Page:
Taiwan is “Power House of Culture,” says Minister and Author

In Discussion by Edward Nawotka

Taiwan’s Minister of Culture Lung Yingtai discusses her vision for the the “cultural industries,” the digital convergence in storytelling, and why literature in Taiwan will thrive. Interview by Publishing Perspectives

Lung Yingtai, Minister of Culture, Taiwan

Lung Yingtai, Minister of Culture, Taiwan

Taiwan’s Minister of Culture, Lung Yingtai, is a celebrated writer, literary critic and public intellectual — the author of 30 books. A former professor at the the University of Heidelberg and contributor to the Frankfurter Allgemeinung Zeitung and the Berlin Tageszeitung, she is intimately familiar with both German and Chinese cultures and the challenges our developing digital world poses to culture.

When Lung entered public service as Taipei City Government’s first minister of culture in 1999, she quickly earned a reputation for helping to transform rundown buildings into artist villages, literature houses and museums.

Since being appointed Minister of Culture in 2012, she has championed new programs to promote reading and to help boost the publishing industry. She spoke with Publishing Perspectives about her vision for the the “cultural industries” in Taiwan and the digital convergence in storytelling.

You are the first Minister of Culture in Taiwan since 2012. Prior to that, there were two different organizations: One responsible for literature and art, the other for “creative industries.” Can you cite any examples of how this unification of responsibilities can help to support the arts?

Now a poet can sit together with a producer and discuss how poems can be turned into lyrics and be sung, recorded, performed, and turned into income. There are awkward encounters too. When a venture capital manager meets a movie director, they speak different languages, one about business models, the other about artistic inspirations, and the meeting may break up in 10 minutes, both feeling insulted. But this is a marriage that needs to be tried out. After all, when aesthetic values generate economic returns, art gets more support, doesn’t it?

In your opinion as an author, will the different types of media, like books, movies, games, grow closer together? Will authors be more like shepherds of a story than writers of a book in the future?

When the consumer behavior changes, so changes the mode of production along with it. Whether one likes it or not, digital convergence is the future, and why not? A book is just a book in the past, and digital technology has now given us the possibility of seeing a book transforming into different forms of expression, not merely in the sense that a book can be turned into a movie or a game, but also in the sense that the scope of knowledge is significantly expanded.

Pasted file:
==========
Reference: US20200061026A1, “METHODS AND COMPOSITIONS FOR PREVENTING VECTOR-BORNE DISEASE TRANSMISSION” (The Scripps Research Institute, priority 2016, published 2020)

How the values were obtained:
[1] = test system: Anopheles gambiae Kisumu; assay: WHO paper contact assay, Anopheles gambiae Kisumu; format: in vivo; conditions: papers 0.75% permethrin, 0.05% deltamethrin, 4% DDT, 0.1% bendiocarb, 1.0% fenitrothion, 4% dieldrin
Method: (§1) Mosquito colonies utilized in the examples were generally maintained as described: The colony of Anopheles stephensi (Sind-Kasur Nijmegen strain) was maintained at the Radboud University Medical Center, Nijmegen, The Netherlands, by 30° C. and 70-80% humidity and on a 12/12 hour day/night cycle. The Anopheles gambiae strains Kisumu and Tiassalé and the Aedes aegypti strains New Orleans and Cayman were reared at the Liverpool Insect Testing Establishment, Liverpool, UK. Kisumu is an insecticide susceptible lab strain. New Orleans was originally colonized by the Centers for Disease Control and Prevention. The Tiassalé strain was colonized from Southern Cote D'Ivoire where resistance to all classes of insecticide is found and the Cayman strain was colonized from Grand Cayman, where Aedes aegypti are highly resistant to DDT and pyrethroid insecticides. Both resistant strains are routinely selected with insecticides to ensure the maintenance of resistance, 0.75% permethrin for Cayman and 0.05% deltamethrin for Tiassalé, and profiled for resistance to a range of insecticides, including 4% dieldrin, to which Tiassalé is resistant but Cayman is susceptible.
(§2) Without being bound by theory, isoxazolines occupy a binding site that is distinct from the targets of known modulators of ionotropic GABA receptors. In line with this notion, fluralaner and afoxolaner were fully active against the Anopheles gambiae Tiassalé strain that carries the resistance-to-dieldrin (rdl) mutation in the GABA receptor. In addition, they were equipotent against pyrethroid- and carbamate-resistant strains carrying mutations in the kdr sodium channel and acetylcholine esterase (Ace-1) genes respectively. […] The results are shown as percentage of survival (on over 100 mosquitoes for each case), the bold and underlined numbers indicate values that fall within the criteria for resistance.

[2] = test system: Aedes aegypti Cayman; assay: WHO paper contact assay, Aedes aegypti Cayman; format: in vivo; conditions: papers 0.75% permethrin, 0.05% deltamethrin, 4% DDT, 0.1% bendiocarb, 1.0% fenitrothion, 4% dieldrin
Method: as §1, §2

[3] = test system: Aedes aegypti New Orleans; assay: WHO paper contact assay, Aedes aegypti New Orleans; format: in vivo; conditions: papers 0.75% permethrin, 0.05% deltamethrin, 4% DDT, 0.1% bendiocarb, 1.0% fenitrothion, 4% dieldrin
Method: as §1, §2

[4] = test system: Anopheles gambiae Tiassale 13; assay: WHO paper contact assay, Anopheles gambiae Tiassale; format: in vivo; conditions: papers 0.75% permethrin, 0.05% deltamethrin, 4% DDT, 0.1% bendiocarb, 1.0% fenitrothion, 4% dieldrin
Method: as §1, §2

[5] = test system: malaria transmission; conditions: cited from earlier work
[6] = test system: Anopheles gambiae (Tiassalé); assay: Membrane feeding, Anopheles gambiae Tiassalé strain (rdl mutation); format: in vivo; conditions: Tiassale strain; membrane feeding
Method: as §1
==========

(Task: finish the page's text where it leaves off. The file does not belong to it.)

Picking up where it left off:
Are authors authors or shepherds of stories?

I think authors will never die out. There will always be talented individuals who see, feel, observe, think, and write. But there may be more shepherds in the so-to-speak “industry” in the future. Once a story gets written, how can it be translated into different languages, sold in international market, adapted into a movies script, or re-created to become a computer game? In a production chain, a lot of expert shepherds will be needed.

Taiwanese publishers and authors are well known for their open-mindedness. Within the growing Asian publishing and media sector, what role is Taiwanese literature going to play in comparison to other Asian countries and regions? 

Culturally Taiwan has a modest but unique position in greater China. In contrast to China, Taiwan has been spared from the brutal political upheavals of the 20th century suffered by the Chinese. With traditional value structures relatively intact, Taiwan has been able to develop modernity well rooted in its own tradition. In comparison with Singapore or Hong Kong, Taiwan has a shorter history of colonial rule and thus is allowed more room and time to cultivate its own home-grown character. On top of these factors, Taiwan has become a genuine democracy and developed a vibrant civil society. Beginning of the 1950’s when China closed its doors to the outside world, the literature of Taiwan became the source of inspirations for Chinese living in Hong Kong, Macao, Malaysia and Singapore. Many poets of China also acknowledge their intellectual debt to the Taiwanese poets of the 50’s. Openness is a distinctive strength of Taiwan and Taiwanese authors continue to thrive on it.